The New York Times profiles the Rutgers Philosophy Department, ranked second in the nation, which now graduates 100 philosophy majors a year, about the same number as The University of Texas at Austin. (HT: Ann Althouse) Why is philosophy becoming more popular? One Rutgers students has an explanation: Jenna Schaal-O’Connor, a 20-year-old sophomore who is majoring in cognitive science and linguistics, said philosophy had other … Continue reading The Love of the Love of Wisdom
Forbes finds that philosophy majors sometimes have an advantage: So, you spent the last four years at college pondering man’s purpose in the universe. Now it’s time to figure out how you’re going to turn that knowledge into a paycheck every two weeks. Have no fear. The consensus among the people with their fingers on the pulse of the job market, and those who live … Continue reading Hope for Philosophy Majors
Lydia McGrew posts about something I’ve entertained my children with, which has become a family joke. (Thanks to Josh Dever.) These are perfectly good English sentences: Buffalo buffalo buffalo. Buffalo buffalo buffalo buffalo. Buffalo buffalo Buffalo buffalo. Buffalo Buffalo buffalo buffalo. Buffalo buffalo buffalo Buffalo buffalo. Buffalo buffalo buffalo buffalo buffalo. Buffalo Buffalo buffalo buffalo buffalo buffalo. Buffalo buffalo buffalo buffalo Buffalo buffalo. … Buffalo … Continue reading Buffalo buffalo
Roger Kimball has intriguing reflections on the utopian impulse and the underlying thought, stemming from Rousseau, that one can reshape human nature—all from thinking about Will Smith’s remark, “Even Hitler didn’t wake up going, ‘let me do the most evil thing I can do today’,” said Will. “I think he woke up in the morning and using a twisted, backwards logic, he set out to … Continue reading Roger Kimball on Will Smith and Utopianism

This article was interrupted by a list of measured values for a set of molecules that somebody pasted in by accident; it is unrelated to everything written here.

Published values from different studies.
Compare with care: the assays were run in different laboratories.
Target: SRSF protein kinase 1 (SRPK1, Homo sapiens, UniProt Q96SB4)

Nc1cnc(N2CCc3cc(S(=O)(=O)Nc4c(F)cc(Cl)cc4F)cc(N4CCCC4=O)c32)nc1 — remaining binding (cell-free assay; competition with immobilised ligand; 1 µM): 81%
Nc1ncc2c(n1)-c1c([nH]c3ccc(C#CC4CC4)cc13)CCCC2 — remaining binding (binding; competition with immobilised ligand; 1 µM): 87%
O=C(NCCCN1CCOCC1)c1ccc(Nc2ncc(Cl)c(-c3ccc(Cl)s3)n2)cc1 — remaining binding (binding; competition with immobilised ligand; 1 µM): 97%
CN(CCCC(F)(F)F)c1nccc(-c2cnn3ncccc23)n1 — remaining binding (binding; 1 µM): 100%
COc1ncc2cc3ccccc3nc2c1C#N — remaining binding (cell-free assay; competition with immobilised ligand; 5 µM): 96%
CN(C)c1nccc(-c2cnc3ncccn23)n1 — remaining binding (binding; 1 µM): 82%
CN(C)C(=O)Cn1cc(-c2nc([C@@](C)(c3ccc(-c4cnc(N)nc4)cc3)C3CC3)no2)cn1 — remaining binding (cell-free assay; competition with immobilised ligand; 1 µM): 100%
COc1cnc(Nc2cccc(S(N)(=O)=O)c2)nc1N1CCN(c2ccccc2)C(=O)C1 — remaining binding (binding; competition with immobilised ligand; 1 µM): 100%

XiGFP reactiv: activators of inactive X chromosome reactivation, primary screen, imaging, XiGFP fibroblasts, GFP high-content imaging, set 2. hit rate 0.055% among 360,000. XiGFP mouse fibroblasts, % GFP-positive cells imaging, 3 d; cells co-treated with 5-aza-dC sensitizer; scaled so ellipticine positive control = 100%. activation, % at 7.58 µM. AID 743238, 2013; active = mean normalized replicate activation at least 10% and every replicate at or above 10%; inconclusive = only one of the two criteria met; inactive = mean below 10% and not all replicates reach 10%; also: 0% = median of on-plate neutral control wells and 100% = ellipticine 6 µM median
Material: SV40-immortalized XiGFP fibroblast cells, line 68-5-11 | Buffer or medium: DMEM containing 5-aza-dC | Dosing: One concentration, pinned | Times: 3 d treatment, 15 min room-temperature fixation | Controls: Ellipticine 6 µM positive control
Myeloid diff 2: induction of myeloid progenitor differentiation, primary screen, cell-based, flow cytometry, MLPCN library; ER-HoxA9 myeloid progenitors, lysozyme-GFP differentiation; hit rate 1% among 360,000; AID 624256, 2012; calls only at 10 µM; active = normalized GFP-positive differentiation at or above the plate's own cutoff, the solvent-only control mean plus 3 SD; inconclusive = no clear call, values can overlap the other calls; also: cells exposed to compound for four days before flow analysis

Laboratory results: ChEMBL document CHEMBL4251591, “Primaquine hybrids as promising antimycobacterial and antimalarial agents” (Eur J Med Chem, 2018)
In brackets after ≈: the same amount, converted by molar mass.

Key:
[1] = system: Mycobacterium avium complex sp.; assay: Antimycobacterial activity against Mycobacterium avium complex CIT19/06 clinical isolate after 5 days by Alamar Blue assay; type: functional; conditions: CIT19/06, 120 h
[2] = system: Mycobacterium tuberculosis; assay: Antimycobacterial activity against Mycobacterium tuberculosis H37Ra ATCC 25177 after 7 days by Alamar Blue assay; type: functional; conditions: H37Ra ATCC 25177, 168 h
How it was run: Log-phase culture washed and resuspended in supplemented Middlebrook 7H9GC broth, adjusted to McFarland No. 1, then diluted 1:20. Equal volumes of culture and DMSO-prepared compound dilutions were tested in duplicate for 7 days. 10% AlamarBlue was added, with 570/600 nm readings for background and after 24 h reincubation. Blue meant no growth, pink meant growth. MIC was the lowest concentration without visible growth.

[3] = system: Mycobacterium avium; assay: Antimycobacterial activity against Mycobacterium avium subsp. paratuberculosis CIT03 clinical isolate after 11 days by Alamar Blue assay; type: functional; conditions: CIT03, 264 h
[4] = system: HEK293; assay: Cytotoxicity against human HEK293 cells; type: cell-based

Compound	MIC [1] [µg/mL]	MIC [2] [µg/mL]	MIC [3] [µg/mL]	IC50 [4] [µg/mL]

A few days ago I talked about flaccid strategies for iterated prisoners’ dilemmas, noting that strategies without retaliation cannot win. I remarked: Many Western leaders seem committed not only to avoiding retaliation but to responding to defection on an opponent’s part with forgiveness and even more extensive cooperation. [Emphasis added.] That inspires a further thought. Robert Alexrod and others have investigated strategies for iterated prisoners’ … Continue reading Prisoners’ Dilemmas
I subscribe to Google Reader’s Quotes of the Day, and today’s are especially interesting: There is only one thing a philosopher can be relied upon to do, and that is to contradict other philosophers. — William James Last night I dreamed I ate a ten-pound marshmallow, and when I woke up the pillow was gone. — Tommy Cooper Reality is nothing but a collective hunch. … Continue reading Philosophical Quotes of the Day
Virginia Postrel reflects on Lorraine Daston and Peter Galison‘s book, Objectivity. Among the passages she quotes: All epistemology begins in fear–fear that the world is too labyrinthine to be threaded by reason; fear that the senses are too feeble and the intellect too frail; fear that memory fades, even between adjacent steps of a mathematical demonstartion; fear that authority and convention blind; fear that God … Continue reading Objectivity
Physicists are considering a seemingly metaphysical question and seeking physical evidence for answers. (Hat tip: Wil Oxford.) Continue reading Are There Other Worlds? How Could We Know?
J. O. Urmson, introducing a volume of essays by H. A. Pritchard: Certainly it must be conceded that his influence in his lifetime was great, particularly in his own university of Oxford; but this may be counted a misfortune. Did he not constantly overbear his opponents with dogmatic assertion? ‘If we reflect, we become forced to admit…’, he would say, and further discussion would be … Continue reading With Friends Like These….